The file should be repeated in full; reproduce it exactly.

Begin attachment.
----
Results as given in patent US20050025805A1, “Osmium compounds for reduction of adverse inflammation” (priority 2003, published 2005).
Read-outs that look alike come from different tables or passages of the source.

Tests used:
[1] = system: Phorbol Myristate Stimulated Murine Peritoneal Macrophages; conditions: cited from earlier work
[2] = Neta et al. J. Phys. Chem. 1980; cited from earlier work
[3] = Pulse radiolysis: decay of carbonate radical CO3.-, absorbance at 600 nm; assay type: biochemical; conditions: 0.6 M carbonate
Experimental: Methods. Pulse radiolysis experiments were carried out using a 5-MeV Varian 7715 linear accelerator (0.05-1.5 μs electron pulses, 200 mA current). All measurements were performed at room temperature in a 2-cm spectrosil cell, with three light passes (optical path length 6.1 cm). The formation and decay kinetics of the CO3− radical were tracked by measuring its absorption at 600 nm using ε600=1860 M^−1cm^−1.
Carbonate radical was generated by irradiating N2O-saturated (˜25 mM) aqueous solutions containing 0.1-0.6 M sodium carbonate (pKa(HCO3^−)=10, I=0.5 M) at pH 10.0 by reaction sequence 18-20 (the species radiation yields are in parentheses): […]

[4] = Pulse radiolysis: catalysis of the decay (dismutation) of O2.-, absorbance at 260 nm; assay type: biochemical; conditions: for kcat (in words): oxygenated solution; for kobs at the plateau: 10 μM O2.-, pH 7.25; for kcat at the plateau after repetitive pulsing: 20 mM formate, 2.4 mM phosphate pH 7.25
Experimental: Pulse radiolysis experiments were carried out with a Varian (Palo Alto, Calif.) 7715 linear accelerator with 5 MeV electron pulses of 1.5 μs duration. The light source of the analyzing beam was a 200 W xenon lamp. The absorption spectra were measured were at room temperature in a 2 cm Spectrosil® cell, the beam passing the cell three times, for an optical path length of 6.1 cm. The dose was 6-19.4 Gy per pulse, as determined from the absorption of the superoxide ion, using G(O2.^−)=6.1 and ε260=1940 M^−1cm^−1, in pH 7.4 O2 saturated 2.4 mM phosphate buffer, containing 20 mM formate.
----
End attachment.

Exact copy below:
Results as given in patent US20050025805A1, “Osmium compounds for reduction of adverse inflammation” (priority 2003, published 2005).
Read-outs that look alike come from different tables or passages of the source.

Tests used:
[1] = system: Phorbol Myristate Stimulated Murine Peritoneal Macrophages; conditions: cited from earlier work
[2] = Neta et al. J. Phys. Chem. 1980; cited from earlier work
[3] = Pulse radiolysis: decay of carbonate radical CO3.-, absorbance at 600 nm; assay type: biochemical; conditions: 0.6 M carbonate
Experimental: Methods. Pulse radiolysis experiments were carried out using a 5-MeV Varian 7715 linear accelerator (0.05-1.5 μs electron pulses, 200 mA current). All measurements were performed at room temperature in a 2-cm spectrosil cell, with three light passes (optical path length 6.1 cm). The formation and decay kinetics of the CO3− radical were tracked by measuring its absorption at 600 nm using ε600=1860 M^−1cm^−1.
Carbonate radical was generated by irradiating N2O-saturated (˜25 mM) aqueous solutions containing 0.1-0.6 M sodium carbonate (pKa(HCO3^−)=10, I=0.5 M) at pH 10.0 by reaction sequence 18-20 (the species radiation yields are in parentheses): […]

[4] = Pulse radiolysis: catalysis of the decay (dismutation) of O2.-, absorbance at 260 nm; assay type: biochemical; conditions: for kcat (in words): oxygenated solution; for kobs at the plateau: 10 μM O2.-, pH 7.25; for kcat at the plateau after repetitive pulsing: 20 mM formate, 2.4 mM phosphate pH 7.25
Experimental: Pulse radiolysis experiments were carried out with a Varian (Palo Alto, Calif.) 7715 linear accelerator with 5 MeV electron pulses of 1.5 μs duration. The light source of the analyzing beam was a 200 W xenon lamp. The absorption spectra were measured were at room temperature in a 2 cm Spectrosil® cell, the beam passing the cell three times, for an optical path length of 6.1 cm. The dose was 6-19.4 Gy per pulse, as determined from the absorption of the superoxide ion, using G(O2.^−)=6.1 and ε260=1940 M^−1cm^−1, in pH 7.4 O2 saturated 2.4 mM phosphate buffer, containing 20 mM formate.